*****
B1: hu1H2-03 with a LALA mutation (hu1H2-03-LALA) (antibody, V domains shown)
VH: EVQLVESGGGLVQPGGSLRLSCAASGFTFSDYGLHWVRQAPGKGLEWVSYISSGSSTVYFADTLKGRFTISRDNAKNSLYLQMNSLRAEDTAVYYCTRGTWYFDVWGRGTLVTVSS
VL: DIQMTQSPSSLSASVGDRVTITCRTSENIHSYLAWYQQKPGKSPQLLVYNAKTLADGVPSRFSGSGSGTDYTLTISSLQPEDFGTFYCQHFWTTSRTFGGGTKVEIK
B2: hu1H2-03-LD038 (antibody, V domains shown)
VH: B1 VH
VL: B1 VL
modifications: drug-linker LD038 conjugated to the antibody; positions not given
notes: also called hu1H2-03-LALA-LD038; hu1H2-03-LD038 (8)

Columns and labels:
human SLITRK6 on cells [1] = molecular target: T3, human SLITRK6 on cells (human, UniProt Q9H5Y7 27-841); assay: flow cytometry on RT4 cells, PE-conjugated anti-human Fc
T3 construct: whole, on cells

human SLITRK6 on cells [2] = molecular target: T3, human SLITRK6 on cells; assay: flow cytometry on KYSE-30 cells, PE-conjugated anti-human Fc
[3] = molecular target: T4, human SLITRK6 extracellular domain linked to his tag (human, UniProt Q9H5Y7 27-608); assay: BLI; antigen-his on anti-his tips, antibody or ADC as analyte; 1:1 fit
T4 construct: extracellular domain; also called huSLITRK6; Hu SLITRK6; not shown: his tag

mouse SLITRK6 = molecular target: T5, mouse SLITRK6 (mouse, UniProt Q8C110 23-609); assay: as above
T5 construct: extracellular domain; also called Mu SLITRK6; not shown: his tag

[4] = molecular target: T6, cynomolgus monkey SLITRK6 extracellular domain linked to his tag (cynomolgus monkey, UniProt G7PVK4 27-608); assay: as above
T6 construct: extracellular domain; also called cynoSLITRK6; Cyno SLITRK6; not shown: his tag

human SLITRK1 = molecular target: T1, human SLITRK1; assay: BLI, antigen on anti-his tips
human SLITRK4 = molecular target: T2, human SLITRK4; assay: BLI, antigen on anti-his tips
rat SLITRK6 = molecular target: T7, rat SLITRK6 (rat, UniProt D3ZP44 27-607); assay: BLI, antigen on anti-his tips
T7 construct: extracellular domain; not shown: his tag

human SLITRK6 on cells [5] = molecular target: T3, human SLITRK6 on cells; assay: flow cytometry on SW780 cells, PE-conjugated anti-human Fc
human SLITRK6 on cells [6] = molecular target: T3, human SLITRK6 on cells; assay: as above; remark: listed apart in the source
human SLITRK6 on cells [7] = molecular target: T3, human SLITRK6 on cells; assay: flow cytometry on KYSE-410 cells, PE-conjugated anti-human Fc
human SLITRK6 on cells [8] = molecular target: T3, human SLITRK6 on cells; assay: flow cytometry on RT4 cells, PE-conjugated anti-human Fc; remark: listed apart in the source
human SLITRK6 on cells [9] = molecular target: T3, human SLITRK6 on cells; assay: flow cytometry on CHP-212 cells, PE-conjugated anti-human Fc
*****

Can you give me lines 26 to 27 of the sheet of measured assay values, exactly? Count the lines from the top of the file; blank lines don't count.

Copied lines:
human SLITRK6 on cells [8] = molecular target: T3, human SLITRK6 on cells; assay: flow cytometry on RT4 cells, PE-conjugated anti-human Fc; remark: listed apart in the source
human SLITRK6 on cells [9] = molecular target: T3, human SLITRK6 on cells; assay: flow cytometry on CHP-212 cells, PE-conjugated anti-human Fc